NDtex25: Week 4

With week 4 now in the books, it’s time to take a look at how my little ranking experiment is going.  As always, if you need a refresher on how this works, check out the original post for all formulas.

This week, it appears that everything is starting to stabilize a bit.  There are still some interesting appearances in the NDtex25 this week, but now with many teams having a few games in the books things are starting to look “normal” if you will.  For example, this week, the NDtex25 only has seven teams that are unranked in the AP Poll and eight unranked teams from the Coaches’ Poll.  Only one team from the AP Poll’s top 10 doesn’t appear as well.

My guess would be that next week, my rankings will include nearly all of the teams from the two polls, but in different order.  By the time the first BCS poll comes out, this should definitely be the case.  One thing is for sure though, slowly but surely, the NDtex25 is becoming a bit less of “wtf how did that team make it” and now will be more of a comparison on how my top teams differ from the order that they appear in the polls.

This week’s rankings are below with their AP and Coaches’ Poll ranks also in the table for comparison.

RankTeamFinal ScorePrevious RankAP RankCoaches' Rank
1Oklahoma State114.5156
3Georgia Tech10552121
12Boise State95.251045
15South Carolina90.2530109
16Ohio State89.7582NRNR
17Arizona State89.53925NR
19Michigan State84.7567NRNR
23Mississippi State82.544NRNR
25Virginia Tech81.25131110

Knocked Out (Previous Rank): Ohio (2), Illinois (11), Utah (12), Texas A&M (15), Kansas State (17), San Diego State (18), Texas Tech (20), Wyoming (22), USC (24)

Just Missing the Cut: Illinos, Rutgers, Bowling Green, Kansas State, Missouri

Much like last week, any team that raises eyebrows are still benefiting from blowout wins over middle of the road teams.  Ohio State and Auburn are the best examples.  Michigan State as well rebounded from a multiple possession beating by ND to claw their way back into the top 25.  I believe that much of this is due to the small amount of games that have been played as the blowout wins easily cancel out the majority of the losses and then some.

Once again, the Big XII is king, having five teams in the NDtex25, three of which are in the top five.  The SEC though has the numbers with seven teams appearing the top 25 with LSU cracking the top 5.  The Big Ten also checks in this week with five teams thanks to the crazy additions of Michigan State and Michigan and one team in the top 5.

The worst team in the nation this week: Akron. You’ve made LeBron James proud!

As always, to close things out, it’s time to look at the rankings as they concern Notre Dame:

  • Notre Dame’s Rank: 42 (Previous Rank: 32)
  • Opponent Rankings
    • USF: 5
    • Michigan: 15
    • Michigan State: 20
    • Pitt: 63
    • Purdue: 47
    • Air Force: 84
    • USC: 54
    • Navy: 33
    • Wake Forest: 71
    • Maryland: 98
    • Boston College: 109
    • Stanford: 10

ND/Pitt: Breaking Down Rees

The big story of Notre Dame/Pitt was, once again, the Irish not seeming to be able to get out of their own way, especially on offense.  We’ve all wondered why we seem to cough up the ball so often and against Pitt, Rees was the major culprit.  While other people didn’t help around him, Rees could have prevented each turnover on his own.  The mistakes made are beyond frustrating, but, if Rees is the QB that Kelly believes is the best to lead this team, all of these mistakes can and should be corrected.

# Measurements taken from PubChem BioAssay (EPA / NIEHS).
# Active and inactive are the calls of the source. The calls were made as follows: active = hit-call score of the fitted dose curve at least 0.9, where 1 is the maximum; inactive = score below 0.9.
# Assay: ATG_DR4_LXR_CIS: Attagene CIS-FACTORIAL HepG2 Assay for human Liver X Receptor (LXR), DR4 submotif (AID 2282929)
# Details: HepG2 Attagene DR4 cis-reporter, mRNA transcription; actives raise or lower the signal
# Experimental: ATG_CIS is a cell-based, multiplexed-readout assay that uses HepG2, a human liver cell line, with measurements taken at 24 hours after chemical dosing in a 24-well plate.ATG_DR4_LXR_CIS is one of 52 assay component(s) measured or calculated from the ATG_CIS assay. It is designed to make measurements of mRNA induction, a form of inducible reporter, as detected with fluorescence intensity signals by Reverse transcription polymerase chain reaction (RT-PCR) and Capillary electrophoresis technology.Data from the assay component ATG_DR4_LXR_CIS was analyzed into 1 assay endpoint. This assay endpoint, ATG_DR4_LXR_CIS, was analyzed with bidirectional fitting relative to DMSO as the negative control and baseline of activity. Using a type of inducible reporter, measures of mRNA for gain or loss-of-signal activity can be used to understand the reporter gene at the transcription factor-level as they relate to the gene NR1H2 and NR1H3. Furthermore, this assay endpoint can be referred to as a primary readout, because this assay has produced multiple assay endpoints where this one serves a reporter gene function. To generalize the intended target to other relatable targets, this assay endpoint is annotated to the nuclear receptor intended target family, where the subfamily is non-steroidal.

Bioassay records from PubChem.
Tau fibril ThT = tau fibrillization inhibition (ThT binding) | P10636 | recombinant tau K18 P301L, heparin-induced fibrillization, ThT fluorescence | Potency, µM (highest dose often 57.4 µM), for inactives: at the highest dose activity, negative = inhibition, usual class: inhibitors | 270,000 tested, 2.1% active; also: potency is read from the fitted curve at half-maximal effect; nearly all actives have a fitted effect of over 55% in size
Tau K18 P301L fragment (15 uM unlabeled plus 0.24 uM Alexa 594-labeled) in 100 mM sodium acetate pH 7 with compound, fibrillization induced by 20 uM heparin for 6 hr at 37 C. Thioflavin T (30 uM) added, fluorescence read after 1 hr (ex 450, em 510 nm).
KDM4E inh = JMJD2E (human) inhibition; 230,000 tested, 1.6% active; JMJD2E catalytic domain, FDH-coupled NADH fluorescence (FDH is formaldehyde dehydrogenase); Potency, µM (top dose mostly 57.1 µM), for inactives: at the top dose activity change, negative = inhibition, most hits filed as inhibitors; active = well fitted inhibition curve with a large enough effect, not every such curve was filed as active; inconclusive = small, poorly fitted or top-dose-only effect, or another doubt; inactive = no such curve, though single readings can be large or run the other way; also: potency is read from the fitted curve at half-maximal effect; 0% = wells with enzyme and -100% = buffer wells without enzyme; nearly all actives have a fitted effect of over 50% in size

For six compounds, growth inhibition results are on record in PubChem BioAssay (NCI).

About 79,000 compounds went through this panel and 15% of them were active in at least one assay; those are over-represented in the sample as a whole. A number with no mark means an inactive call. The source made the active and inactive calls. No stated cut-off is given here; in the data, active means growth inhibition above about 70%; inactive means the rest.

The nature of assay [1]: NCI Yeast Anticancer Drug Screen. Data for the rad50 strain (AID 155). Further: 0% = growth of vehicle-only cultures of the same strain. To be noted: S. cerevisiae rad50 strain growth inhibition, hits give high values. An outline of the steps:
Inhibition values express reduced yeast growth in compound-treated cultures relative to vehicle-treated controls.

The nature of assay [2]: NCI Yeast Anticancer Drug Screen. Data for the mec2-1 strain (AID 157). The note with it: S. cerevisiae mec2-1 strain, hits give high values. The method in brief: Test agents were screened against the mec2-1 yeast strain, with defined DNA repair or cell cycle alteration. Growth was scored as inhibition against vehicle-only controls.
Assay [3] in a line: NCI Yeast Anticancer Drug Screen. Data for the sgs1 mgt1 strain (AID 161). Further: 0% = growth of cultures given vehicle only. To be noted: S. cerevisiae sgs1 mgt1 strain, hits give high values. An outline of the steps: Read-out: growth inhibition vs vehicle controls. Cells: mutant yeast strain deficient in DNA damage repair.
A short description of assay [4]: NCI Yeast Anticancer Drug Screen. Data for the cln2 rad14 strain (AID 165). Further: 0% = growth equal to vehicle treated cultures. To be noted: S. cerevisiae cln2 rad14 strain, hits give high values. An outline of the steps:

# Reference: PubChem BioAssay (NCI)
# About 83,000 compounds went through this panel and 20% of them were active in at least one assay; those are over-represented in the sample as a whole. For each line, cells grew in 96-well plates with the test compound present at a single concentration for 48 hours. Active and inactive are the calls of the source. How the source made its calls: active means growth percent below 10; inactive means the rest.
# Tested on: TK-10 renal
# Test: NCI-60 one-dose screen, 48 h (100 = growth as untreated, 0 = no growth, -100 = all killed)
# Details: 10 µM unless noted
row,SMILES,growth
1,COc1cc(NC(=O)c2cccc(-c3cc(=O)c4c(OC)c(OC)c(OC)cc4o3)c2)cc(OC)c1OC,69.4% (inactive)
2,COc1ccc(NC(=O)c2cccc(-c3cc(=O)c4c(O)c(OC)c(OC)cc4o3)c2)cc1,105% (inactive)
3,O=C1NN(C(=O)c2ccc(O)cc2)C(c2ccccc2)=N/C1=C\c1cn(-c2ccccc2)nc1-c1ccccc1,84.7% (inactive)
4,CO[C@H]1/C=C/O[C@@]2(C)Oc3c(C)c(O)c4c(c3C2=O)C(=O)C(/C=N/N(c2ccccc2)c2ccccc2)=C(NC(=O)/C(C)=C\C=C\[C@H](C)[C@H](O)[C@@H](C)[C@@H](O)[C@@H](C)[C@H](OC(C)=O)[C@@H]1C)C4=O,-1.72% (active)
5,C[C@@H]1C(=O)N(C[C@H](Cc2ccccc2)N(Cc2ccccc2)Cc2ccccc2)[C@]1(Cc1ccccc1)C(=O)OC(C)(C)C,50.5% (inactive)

I do want to put out a disclaimer that the goal of this post isn’t to bash Rees or suggest that we have a better option.  I don’t watch practices and I only have a single half of video footage of any other QB play.  The purpose of this post is to breakdown the comments I made all game long on Twitter (and the analysts on ESPN made as well) that Rees was “locked in” and “wasn’t seeing the field properly”.  Such statements are easy to throw out, but being able to break down the footage helps to highlight exactly where Rees went wrong and why I damn near pull my hair out on such mistakes.

Let’s start with the opening drive.  Right before the Irish were forced to punt, Rees threw a near INT after a overthrow of Riddick.  This play ends up being a great example of Rees locking on to his target and Pitt selling out in coverage on that fact.

Just after the snap, you can see that Rees has two receivers running down the middle of the field, with only one safety to help.  That safety is watching only one thing: Rees’ eyes.  Once Rees looks to a receiver the safety will then decide which man to cover and which man to leave open.

Rees immediately looks to Riddick and starts his throwing motion.  The safety makes his decision and starts to move Riddick’s direction.  By doing this though, Eifert is now open against single coverage on the right side, which Rees never sees.  Had Rees used his eyes to look the safety off or even did a pump fake, we easily have the potential for a big play.  It wasn’t like Rees had to hurry and make a throw either, just look at the protection around him.

And now we get the eventual result.  The CB on Riddick is actually able to adjust to the route and cuts off the window Rees initially thought he had.  With the safety also coming over the top, this pass just became near impossible to complete.  The throw happens to be overthrown in this instance and would’ve been picked off had Riddick not gotten a piece of the ball.  Rees made a bad decision here and focused far too much on his primary read instead of making the easy adjustment to Eifert’s route.